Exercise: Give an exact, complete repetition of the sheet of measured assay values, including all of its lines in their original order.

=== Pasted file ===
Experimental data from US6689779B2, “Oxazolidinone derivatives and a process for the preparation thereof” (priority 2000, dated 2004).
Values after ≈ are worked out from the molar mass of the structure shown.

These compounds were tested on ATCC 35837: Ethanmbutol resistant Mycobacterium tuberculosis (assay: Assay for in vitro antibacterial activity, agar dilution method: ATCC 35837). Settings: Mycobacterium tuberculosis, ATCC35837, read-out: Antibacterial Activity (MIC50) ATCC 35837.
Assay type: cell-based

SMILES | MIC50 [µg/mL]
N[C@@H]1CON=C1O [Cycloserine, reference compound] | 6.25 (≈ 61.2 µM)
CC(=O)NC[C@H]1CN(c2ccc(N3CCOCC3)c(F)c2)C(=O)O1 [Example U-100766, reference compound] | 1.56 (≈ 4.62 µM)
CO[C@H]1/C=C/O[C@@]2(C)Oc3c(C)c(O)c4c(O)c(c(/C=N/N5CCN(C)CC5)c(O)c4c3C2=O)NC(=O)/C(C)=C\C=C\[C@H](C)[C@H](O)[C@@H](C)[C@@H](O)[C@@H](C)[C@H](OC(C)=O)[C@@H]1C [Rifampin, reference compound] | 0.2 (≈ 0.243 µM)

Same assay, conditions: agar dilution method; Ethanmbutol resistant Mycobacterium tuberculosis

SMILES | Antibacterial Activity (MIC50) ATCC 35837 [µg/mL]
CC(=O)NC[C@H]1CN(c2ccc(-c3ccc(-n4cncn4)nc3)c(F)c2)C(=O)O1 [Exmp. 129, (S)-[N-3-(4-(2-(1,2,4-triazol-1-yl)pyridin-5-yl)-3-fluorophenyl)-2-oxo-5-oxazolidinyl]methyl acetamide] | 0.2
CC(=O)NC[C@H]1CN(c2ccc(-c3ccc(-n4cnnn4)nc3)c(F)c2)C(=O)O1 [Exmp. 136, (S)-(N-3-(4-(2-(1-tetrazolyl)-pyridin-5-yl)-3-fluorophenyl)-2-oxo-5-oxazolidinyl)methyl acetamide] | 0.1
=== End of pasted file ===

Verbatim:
Experimental data from US6689779B2, “Oxazolidinone derivatives and a process for the preparation thereof” (priority 2000, dated 2004).
Values after ≈ are worked out from the molar mass of the structure shown.

These compounds were tested on ATCC 35837: Ethanmbutol resistant Mycobacterium tuberculosis (assay: Assay for in vitro antibacterial activity, agar dilution method: ATCC 35837). Settings: Mycobacterium tuberculosis, ATCC35837, read-out: Antibacterial Activity (MIC50) ATCC 35837.
Assay type: cell-based

SMILES | MIC50 [µg/mL]
N[C@@H]1CON=C1O [Cycloserine, reference compound] | 6.25 (≈ 61.2 µM)
CC(=O)NC[C@H]1CN(c2ccc(N3CCOCC3)c(F)c2)C(=O)O1 [Example U-100766, reference compound] | 1.56 (≈ 4.62 µM)
CO[C@H]1/C=C/O[C@@]2(C)Oc3c(C)c(O)c4c(O)c(c(/C=N/N5CCN(C)CC5)c(O)c4c3C2=O)NC(=O)/C(C)=C\C=C\[C@H](C)[C@H](O)[C@@H](C)[C@@H](O)[C@@H](C)[C@H](OC(C)=O)[C@@H]1C [Rifampin, reference compound] | 0.2 (≈ 0.243 µM)

Same assay, conditions: agar dilution method; Ethanmbutol resistant Mycobacterium tuberculosis

SMILES | Antibacterial Activity (MIC50) ATCC 35837 [µg/mL]
CC(=O)NC[C@H]1CN(c2ccc(-c3ccc(-n4cncn4)nc3)c(F)c2)C(=O)O1 [Exmp. 129, (S)-[N-3-(4-(2-(1,2,4-triazol-1-yl)pyridin-5-yl)-3-fluorophenyl)-2-oxo-5-oxazolidinyl]methyl acetamide] | 0.2
CC(=O)NC[C@H]1CN(c2ccc(-c3ccc(-n4cnnn4)nc3)c(F)c2)C(=O)O1 [Exmp. 136, (S)-(N-3-(4-(2-(1-tetrazolyl)-pyridin-5-yl)-3-fluorophenyl)-2-oxo-5-oxazolidinyl)methyl acetamide] | 0.1